I’ve been working through some programming challenges (Cryptopals) in Haskell and Rust as a total beginner in both, and this describes my experience with Haskell (and other Powerful Languages) so well 🤣. This (and the overall essay) resonated with my Rust experience because, after moving along quickly and solving the challenges with Rust, I had to figure out rust-openssl, and was dead in the water until I found one complete code example, in the issues tracker, from 2014 and figured out how all the pieces go together. I hadn’t realized it till then how useful the examples in the Rust book and throughout the Rust docs were.

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killercup Dec 28, 2016

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I hadn’t realized it till then how useful the examples in the Rust book and throughout the Rust docs were.

Exactly! When I was writing this post, this—the immense usefulness of examples—is what really surprised me. I'm really looking forward to seeing how we can make it more common throughout the Rust ecosystem to litter docs with examples!

This is one of the reasons I write these things down, by the way: To get the thoughts I have on a topic in order, and actually think it through (up to a point). And I'm quite often surprised about what conclusion I arrive at. (I think I read it first in an essay by Paul Graham that good essays are texts where, while writing them, you don't know where they'll take you. Edit: It was this one.)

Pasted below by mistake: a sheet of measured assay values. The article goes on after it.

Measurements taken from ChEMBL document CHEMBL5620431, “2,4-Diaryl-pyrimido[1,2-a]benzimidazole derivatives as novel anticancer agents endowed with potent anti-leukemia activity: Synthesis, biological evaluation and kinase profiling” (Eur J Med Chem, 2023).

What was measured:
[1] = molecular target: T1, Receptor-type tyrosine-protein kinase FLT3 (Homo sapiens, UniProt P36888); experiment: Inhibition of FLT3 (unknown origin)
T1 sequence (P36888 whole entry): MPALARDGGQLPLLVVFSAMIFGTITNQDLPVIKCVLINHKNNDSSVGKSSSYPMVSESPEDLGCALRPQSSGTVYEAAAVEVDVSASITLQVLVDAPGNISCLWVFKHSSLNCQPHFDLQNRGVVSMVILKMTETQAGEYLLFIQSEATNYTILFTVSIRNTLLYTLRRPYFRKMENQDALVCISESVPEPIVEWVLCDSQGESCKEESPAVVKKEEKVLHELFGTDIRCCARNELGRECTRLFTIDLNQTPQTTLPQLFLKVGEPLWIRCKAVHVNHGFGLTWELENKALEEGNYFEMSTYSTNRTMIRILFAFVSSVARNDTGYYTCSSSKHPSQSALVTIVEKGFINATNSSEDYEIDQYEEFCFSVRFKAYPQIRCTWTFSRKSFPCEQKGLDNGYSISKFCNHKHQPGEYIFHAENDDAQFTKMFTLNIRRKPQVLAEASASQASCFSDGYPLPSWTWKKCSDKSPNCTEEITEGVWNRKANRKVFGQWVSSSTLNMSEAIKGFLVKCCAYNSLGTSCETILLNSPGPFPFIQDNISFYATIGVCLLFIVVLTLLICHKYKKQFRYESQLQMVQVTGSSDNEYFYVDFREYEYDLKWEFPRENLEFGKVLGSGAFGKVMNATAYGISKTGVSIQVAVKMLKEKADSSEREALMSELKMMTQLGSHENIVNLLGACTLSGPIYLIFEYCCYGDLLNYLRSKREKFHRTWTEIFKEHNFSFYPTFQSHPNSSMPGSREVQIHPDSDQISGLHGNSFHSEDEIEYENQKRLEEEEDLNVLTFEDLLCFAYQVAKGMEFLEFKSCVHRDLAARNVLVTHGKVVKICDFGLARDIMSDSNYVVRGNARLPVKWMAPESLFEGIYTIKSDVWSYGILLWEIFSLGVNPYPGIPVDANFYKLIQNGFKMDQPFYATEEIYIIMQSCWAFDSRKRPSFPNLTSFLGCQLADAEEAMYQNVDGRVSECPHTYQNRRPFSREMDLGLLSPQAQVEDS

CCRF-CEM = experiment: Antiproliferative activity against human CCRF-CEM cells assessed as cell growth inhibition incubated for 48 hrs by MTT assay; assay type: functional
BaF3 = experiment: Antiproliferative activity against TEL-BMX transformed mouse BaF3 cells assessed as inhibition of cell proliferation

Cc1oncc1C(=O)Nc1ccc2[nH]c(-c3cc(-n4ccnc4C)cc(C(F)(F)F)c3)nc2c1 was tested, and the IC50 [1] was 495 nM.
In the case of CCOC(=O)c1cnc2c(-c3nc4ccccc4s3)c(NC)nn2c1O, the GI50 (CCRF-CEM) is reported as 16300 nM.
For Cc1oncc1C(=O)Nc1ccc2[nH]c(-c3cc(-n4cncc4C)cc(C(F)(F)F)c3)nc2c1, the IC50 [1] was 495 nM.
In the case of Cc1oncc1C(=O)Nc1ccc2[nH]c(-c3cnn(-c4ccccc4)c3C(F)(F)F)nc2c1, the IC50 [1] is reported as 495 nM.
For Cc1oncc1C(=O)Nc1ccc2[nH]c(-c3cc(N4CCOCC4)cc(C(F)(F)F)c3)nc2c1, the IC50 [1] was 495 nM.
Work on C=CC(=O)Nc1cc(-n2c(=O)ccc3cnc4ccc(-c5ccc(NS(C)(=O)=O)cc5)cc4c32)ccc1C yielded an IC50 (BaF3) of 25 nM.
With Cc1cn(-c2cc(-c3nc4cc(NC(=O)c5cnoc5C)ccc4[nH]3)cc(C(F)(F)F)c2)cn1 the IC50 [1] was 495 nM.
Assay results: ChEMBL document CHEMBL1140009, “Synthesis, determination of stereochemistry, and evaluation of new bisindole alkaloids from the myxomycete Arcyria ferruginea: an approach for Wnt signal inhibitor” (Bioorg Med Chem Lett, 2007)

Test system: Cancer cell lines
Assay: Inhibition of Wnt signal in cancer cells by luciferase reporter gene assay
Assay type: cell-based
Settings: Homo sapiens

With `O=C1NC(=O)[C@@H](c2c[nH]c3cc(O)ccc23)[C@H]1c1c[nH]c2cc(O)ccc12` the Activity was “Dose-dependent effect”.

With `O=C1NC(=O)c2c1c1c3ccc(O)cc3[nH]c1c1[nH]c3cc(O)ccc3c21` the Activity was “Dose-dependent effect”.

I'll update the post to link to this issue.

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killercup commented Dec 28, 2016

I hadn’t realized it till then how useful the examples in the Rust book and throughout the Rust docs were.

Exactly! When I was writing this post, this—the immense usefulness of examples—is what really surprised me. I'm really looking forward to seeing how we can make it more common throughout the Rust ecosystem to litter docs with examples!

This is one of the reasons I write these things down, by the way: To get the thoughts I have on a topic in order, and actually think it through (up to a point). And I'm quite often surprised about what conclusion I arrive at. (I think I read it first in an essay by Paul Graham that good essays are texts where, while writing them, you don't know where they'll take you. Edit: It was this one.)

I'll update the post to link to this issue.

killercup added a commit that referenced this issue Dec 28, 2016